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A Brief Intro on Taishanese (台山)


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I thought I'd write a little intro on Taishan and Taishanese, since many Westerners here are very interested in Chinese and Chinese culture, but don't seem to know much about the Chinese people who live in the same city as them here in North America. I'm talking of course about Taishanese. In recent years, Taishanese and Taishan dialect have become a minortiy in many Chinese neighbourhoods in Canada and the U.S., but Taishan dialect can still be heard and Taishanese continue to live and thrive in their communities.

Often referred to as "The home of overseas Chinese", the first Chinese to settle in North America were predominantly Taishanese. There are more than 1.3 million people of Taishanese descent living overseas, more than the county itself. Taishanese established nearly all the Chinatowns in Canada and the United States, including some of the oldest and largest ones in Vancouver, Toronto, and San Francisco. Taishan dialect was the lingua franca of Chinatowns up until the late 1960's to early 1970's.

First arriving to the west coast of Canada and the United States in the mid-to-late 19th century Most Taishanese worked in heavy menial labour jobs such as laundry, mining and railroad building. Taishanese helped build the Canadian railroad in the late 19th century under gruelling and very dangerous conditions (about 10% of them died during the construction). After the railroad was completed, a $500 head tax was implemented to keep further Chinese from immigrating. Because many of the labourers came to Canada without their wives and families, the head tax prevented them from bringing their families to Canada. Only several months ago had did the Canadian government issue an official apology to those victims of the head tax.

Nonetheless, many Taishanese continue to fluorish in Canada, the United States and elsewhere. Famous people of Taishanese descent include.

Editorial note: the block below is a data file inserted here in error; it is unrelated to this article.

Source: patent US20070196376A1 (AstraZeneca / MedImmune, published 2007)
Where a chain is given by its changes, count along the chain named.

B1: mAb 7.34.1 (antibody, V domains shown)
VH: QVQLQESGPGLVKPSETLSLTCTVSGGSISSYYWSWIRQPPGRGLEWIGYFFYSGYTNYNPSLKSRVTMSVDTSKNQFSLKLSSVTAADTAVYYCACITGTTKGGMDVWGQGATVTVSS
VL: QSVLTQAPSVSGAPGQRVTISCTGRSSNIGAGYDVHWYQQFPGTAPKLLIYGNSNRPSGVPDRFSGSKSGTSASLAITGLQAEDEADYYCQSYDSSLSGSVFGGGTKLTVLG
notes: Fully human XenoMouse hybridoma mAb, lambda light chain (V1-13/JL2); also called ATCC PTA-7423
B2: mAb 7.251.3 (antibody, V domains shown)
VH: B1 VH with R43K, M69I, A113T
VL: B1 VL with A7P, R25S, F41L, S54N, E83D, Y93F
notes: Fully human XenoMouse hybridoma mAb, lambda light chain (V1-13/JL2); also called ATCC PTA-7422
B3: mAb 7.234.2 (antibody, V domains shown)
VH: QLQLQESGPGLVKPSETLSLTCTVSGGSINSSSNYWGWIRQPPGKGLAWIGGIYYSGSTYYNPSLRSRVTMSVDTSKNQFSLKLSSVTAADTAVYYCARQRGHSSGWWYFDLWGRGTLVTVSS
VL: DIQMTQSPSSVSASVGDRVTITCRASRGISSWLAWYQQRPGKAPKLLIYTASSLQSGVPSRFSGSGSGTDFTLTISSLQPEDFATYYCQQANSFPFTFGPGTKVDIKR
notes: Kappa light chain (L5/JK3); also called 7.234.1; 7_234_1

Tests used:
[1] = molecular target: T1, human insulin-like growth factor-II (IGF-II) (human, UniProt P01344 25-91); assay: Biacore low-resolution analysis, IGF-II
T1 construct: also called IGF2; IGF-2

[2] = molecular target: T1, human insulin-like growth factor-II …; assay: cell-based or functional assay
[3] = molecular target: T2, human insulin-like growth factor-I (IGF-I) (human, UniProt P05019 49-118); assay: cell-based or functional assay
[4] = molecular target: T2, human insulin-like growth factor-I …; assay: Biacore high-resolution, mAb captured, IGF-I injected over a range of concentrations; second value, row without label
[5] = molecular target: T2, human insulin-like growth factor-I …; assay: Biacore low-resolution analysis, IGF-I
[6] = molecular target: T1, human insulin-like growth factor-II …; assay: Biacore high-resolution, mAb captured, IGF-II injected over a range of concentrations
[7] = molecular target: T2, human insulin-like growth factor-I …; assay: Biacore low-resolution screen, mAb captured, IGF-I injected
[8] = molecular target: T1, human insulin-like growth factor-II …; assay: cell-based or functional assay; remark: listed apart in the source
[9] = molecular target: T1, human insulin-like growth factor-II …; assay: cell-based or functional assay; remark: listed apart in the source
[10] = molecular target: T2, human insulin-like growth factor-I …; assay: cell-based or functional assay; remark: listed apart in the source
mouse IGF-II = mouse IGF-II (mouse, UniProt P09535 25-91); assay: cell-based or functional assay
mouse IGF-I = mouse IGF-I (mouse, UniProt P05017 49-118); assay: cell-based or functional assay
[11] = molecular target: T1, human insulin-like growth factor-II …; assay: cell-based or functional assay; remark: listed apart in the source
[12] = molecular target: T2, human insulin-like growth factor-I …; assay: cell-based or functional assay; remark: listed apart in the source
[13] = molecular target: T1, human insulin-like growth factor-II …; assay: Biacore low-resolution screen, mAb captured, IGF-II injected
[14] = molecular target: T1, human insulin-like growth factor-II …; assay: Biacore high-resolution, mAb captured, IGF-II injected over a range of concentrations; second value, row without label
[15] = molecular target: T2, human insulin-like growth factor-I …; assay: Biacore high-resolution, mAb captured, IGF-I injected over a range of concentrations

- Former Governor Gary Locke of Washington

- Former Governor General Adrienne Clarkson of Canada

- Former Prime Minister Julius Chan of Papua New Guinea


Taishanese is gradually dying off in North America, as Guangzhou/HK Cantonese and more recently Putonghua are now dominant. I, along with many of my Chinese-Canadian firends can barely speak Taishan dialect anymore.

Some differences between Taishan dialect, HK/Guangzhou Cantonese and Mandarin include:

They: kek - keui dei - tamen

Where: nai - been do - nali

Who - sui - been gor - shei

Didn't - mang - moh - meiyou

Taishan - hoi san - toi san - taishan

Swear words:

chew hai: b-tch (literally means "stinky vagina"). I learned this one from my grandma.

ew nee guh mah: f--- your mom. Although this is very similar to Guangzhou/HK Cantonese, the difference is that this is not necessarily used to curse someone. Sometimes it just means "damn" (said when something bad happens). For example you can say "ew nee guh mah, I just had a really bad day at work". Sometimes my dad says this to my mom, but he isn't really cursing my maternal grandmother.

Taishan dialect on TV:

The only examples of Taishan dialect that I've seen on TV are from the character Hop Sing on the old TV show "Bonanza", and on an episode of the Simpsons (the one where Otto the bus driver crashes his bus into the sea and gets rescued by some Chinese people who then talk about using him as slave labour)





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yo...good job for posting this info..i'm assuming ur thaishanese? I'm too...

It is a dying language...I struggle to speak to my parents a lot of times when i visit them..

you ever go back ? I think I should go back and check it out...


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Hi Carman, yes I'm Taishanese....I don't consider it that big of a deal though. I just became more interested in it recently because I'm studying Mandarin and I want to know similarities and relationships between different dialects.

I haven't been to Taishan yet, though I'm planning to do so next Lunar New Year because I'm living in Korea right now, which is kinda close to Taishan (or at least closer than Canada is).

Anyway, here are a couple of more links for those interested.




The last one is on Kaiping dialect, but it's very similar.

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For anyone who's interested in learning a bit more, there's a new book which has a vocabulary of Taishanese and explanations of grammar and tones. Called "The Dancun Dialect of Taishan" maybe it's a bit different from what the Hong-ngin (Chinese) in the US chinatowns speak. You can order it from the City University of HK

Link to the contents page:


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